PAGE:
Thanks to Philly’s often vague rules and overlapping jurisdictional claims, the projects we see presented to a given governing body can look wildly different. Case in point: two projects which were recently posted to the Architectural Committee website of Philadelphia’s Historical Commission. One might rightfully expect to see rowhouse additions, minor demo, and adjustments – both good and bad – to the gorgeous architecture that dots the entire area. But due to the way the rules of historic designation work in this city, we’re seeing two wildly different proposals presented back-to-back. Thanks, lawyers and bureaucracy! Anyways, let’s start in Rittenhouse, where a rowhouse is prepared to make like the Diamondbacks in Game 2 (hint: not good).

We start at 1423 Spruce St., the two-story building on the right
The back of the building (left) as seen from the tiny Bach Pl.

Before we get all woe-is-me about the two-story, pitched-roof building at 1423 Spruce St., some context: this building ain’t historic, but the area is. Sitting just west of Broad St. in the Rittenhouse Fitler Historic District, this faux throwback went up in 1980 despite its small size and brick facade. But given its presence in a historic district, the Architectural Committee still has a say over the design of what was most recently an office space. So, what’s being proposed?

A seven-story, mixed-use apartment is on the agenda, with 24 studio and one-bedroom units on the upper floors. The design comes to us from Heta Design and features a sizable first floor commercial space. The facade fronting Spruce is brick from sidewalk to sky, but the remaining exterior will plans to be wrapped in painted cement board, which will be very visible from nearly all directions. The building’s inner units only have interior facing windows looking directly at their new neighbors, which isn’t exactly a welcoming place for a studio unit. While this design tries to max out the density, the non-binding staff recommendation is denial, so we would expect to hear some more specific feedback soon.

A massing rendering shows off the design, with huge blank walls facing east and west
A simple facade and materials approach
Section drawing shows the six levels of units
Floor plan shows how the first floor will be dedicated to commercial space

Shall we put our thing down, flip it, and reverse it? Yes, we shall, this time at 2030-38 & 2040 Christian St. in Graduate Hospital! The situation in this instance is indeed reversed, as this grand church and other structures are not in an historic district. However, four of those five buildings on-site are individually protected, with the church on the corner designed by Philly’s favorite son, Frank Furness. Let’s get a glimpse of these structures before we get to what’s proposed.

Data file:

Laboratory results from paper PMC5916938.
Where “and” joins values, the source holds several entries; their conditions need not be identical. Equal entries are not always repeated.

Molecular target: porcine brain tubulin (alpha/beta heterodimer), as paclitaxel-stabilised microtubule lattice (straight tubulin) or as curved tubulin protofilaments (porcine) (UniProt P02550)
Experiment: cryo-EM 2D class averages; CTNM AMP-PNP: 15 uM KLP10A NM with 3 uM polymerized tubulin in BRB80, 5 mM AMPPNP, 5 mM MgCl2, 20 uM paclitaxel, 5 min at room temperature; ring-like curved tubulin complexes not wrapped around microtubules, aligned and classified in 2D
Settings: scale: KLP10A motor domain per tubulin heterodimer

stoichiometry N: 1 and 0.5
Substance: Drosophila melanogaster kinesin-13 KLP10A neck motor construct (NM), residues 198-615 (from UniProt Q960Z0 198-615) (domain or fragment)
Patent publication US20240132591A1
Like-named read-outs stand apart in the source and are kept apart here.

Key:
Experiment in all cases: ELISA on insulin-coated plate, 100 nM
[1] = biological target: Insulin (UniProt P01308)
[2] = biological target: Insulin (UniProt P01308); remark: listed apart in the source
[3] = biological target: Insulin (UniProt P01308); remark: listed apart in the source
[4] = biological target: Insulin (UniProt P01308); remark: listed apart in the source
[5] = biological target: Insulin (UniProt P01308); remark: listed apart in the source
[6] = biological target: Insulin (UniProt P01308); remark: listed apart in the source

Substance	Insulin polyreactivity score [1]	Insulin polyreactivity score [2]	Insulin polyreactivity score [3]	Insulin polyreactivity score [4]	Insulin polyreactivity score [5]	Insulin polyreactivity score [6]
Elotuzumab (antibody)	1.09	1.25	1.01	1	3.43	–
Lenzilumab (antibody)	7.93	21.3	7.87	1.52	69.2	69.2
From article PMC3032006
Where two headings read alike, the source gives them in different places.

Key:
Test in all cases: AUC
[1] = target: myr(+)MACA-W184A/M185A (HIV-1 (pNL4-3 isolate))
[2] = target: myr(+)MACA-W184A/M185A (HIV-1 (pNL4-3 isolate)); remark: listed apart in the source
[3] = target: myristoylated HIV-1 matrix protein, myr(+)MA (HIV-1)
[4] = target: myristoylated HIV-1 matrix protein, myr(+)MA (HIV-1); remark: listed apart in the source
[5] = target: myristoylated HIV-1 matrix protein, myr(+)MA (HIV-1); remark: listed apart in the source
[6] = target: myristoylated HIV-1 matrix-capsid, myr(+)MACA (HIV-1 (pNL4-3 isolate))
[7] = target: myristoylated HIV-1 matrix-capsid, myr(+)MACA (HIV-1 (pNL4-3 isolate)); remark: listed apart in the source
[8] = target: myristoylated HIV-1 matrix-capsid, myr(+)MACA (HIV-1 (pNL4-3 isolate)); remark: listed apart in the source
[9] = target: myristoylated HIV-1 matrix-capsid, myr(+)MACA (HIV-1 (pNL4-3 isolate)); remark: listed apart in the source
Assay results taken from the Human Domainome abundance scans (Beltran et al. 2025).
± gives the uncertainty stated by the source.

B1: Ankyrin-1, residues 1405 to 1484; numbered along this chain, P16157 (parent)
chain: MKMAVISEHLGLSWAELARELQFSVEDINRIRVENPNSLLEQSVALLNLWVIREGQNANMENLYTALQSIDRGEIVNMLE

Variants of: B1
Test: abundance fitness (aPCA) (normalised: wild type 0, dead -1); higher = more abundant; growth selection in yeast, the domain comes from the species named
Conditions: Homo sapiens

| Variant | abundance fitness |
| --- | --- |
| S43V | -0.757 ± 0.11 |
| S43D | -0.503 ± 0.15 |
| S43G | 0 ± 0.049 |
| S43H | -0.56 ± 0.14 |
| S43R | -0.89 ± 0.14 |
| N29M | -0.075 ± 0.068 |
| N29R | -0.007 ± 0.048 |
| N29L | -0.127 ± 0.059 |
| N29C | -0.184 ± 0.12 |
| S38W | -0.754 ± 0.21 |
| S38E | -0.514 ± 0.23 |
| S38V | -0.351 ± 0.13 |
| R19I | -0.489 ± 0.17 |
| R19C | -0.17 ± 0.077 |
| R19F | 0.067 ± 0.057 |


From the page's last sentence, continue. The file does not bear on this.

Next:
2030Christian-02 From Christian
A view of the prominent tower from Christian
2030Christian-01 From 21st
Another view from 21st St. shows off the complex
An aerial view shows off the impacted properties

The approach here is both exciting and extremely complex, with plans to convert the former Church of the Holy Apostles, then more recently Shiloh Baptist Church, into 87 residential units. The proposal calls to repair and maintain the masonry throughout, with the stained glass also sticking around. Alterations include some added dormer features and some replacement windows on the upper levels, but for the most part, things will look as is. The full plans from Toner Architects can be viewed in their dense entirety, or you can just trust us that you should probably put down your advance now if you want the one-bedroom loft at the top of the tower.

A rough rendering of what to expect in the future
An example of the proposed facade alterations, maintaining the architectural integrity
Ground floor plan shows off the maze of units
An example section drawing further shows off the creative division of space

It doesn’t need repeating, but we’re gonna do it anyways: it would be difficult for two projects to be more different. And for the future of these projects to be determined by the same body of folks at their upcoming meeting on the 24th leaves us scratching our heads a bit in this case. We’re happy we are seeing over a hundred new units, but we wonder if this series of hurdles is the most efficient and effective way to manage our built environment while maintaining our architectural history. Either way, we’re hopeful that the Commission will let Ms. McLachlan’s prescient adaptive reuse wish indeed come true.